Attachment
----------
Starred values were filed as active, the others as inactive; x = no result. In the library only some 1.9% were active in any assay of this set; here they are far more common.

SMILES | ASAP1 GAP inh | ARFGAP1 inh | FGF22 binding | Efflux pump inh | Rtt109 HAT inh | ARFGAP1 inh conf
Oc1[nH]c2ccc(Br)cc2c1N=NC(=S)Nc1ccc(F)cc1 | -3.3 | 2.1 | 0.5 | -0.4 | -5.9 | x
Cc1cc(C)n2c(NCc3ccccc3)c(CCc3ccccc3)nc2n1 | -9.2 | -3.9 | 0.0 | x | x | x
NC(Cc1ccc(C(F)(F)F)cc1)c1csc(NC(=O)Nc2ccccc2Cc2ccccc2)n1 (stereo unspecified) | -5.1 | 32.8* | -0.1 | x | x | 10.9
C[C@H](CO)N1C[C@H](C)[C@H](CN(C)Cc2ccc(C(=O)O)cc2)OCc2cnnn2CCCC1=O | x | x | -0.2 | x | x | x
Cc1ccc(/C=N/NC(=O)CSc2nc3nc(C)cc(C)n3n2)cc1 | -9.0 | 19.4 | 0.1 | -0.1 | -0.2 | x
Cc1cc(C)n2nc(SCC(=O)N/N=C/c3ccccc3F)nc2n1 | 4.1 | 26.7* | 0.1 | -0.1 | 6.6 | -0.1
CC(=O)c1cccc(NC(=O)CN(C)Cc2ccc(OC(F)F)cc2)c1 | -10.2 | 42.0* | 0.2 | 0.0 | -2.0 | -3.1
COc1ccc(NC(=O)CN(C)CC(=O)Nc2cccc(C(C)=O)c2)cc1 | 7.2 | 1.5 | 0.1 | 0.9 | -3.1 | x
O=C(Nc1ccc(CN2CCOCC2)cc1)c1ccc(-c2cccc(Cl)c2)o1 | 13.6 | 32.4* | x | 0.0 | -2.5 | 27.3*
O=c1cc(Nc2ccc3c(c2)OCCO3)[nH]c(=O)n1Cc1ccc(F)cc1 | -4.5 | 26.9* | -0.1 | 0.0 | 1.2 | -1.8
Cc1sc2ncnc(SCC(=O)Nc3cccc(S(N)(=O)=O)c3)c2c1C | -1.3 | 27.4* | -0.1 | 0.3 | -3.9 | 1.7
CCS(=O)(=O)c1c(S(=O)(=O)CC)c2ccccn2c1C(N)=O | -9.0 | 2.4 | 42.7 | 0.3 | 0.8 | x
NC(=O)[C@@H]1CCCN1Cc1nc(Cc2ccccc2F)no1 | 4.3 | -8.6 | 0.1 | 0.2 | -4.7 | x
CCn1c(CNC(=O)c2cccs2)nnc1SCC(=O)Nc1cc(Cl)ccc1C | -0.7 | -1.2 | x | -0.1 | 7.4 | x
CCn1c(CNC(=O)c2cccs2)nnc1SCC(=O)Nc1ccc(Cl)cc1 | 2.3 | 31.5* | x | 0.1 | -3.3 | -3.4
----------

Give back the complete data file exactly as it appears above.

Starred values were filed as active, the others as inactive; x = no result. In the library only some 1.9% were active in any assay of this set; here they are far more common.

SMILES | ASAP1 GAP inh | ARFGAP1 inh | FGF22 binding | Efflux pump inh | Rtt109 HAT inh | ARFGAP1 inh conf
Oc1[nH]c2ccc(Br)cc2c1N=NC(=S)Nc1ccc(F)cc1 | -3.3 | 2.1 | 0.5 | -0.4 | -5.9 | x
Cc1cc(C)n2c(NCc3ccccc3)c(CCc3ccccc3)nc2n1 | -9.2 | -3.9 | 0.0 | x | x | x
NC(Cc1ccc(C(F)(F)F)cc1)c1csc(NC(=O)Nc2ccccc2Cc2ccccc2)n1 (stereo unspecified) | -5.1 | 32.8* | -0.1 | x | x | 10.9
C[C@H](CO)N1C[C@H](C)[C@H](CN(C)Cc2ccc(C(=O)O)cc2)OCc2cnnn2CCCC1=O | x | x | -0.2 | x | x | x
Cc1ccc(/C=N/NC(=O)CSc2nc3nc(C)cc(C)n3n2)cc1 | -9.0 | 19.4 | 0.1 | -0.1 | -0.2 | x
Cc1cc(C)n2nc(SCC(=O)N/N=C/c3ccccc3F)nc2n1 | 4.1 | 26.7* | 0.1 | -0.1 | 6.6 | -0.1
CC(=O)c1cccc(NC(=O)CN(C)Cc2ccc(OC(F)F)cc2)c1 | -10.2 | 42.0* | 0.2 | 0.0 | -2.0 | -3.1
COc1ccc(NC(=O)CN(C)CC(=O)Nc2cccc(C(C)=O)c2)cc1 | 7.2 | 1.5 | 0.1 | 0.9 | -3.1 | x
O=C(Nc1ccc(CN2CCOCC2)cc1)c1ccc(-c2cccc(Cl)c2)o1 | 13.6 | 32.4* | x | 0.0 | -2.5 | 27.3*
O=c1cc(Nc2ccc3c(c2)OCCO3)[nH]c(=O)n1Cc1ccc(F)cc1 | -4.5 | 26.9* | -0.1 | 0.0 | 1.2 | -1.8
Cc1sc2ncnc(SCC(=O)Nc3cccc(S(N)(=O)=O)c3)c2c1C | -1.3 | 27.4* | -0.1 | 0.3 | -3.9 | 1.7
CCS(=O)(=O)c1c(S(=O)(=O)CC)c2ccccn2c1C(N)=O | -9.0 | 2.4 | 42.7 | 0.3 | 0.8 | x
NC(=O)[C@@H]1CCCN1Cc1nc(Cc2ccccc2F)no1 | 4.3 | -8.6 | 0.1 | 0.2 | -4.7 | x
CCn1c(CNC(=O)c2cccs2)nnc1SCC(=O)Nc1cc(Cl)ccc1C | -0.7 | -1.2 | x | -0.1 | 7.4 | x
CCn1c(CNC(=O)c2cccs2)nnc1SCC(=O)Nc1ccc(Cl)cc1 | 2.3 | 31.5* | x | 0.1 | -3.3 | -3.4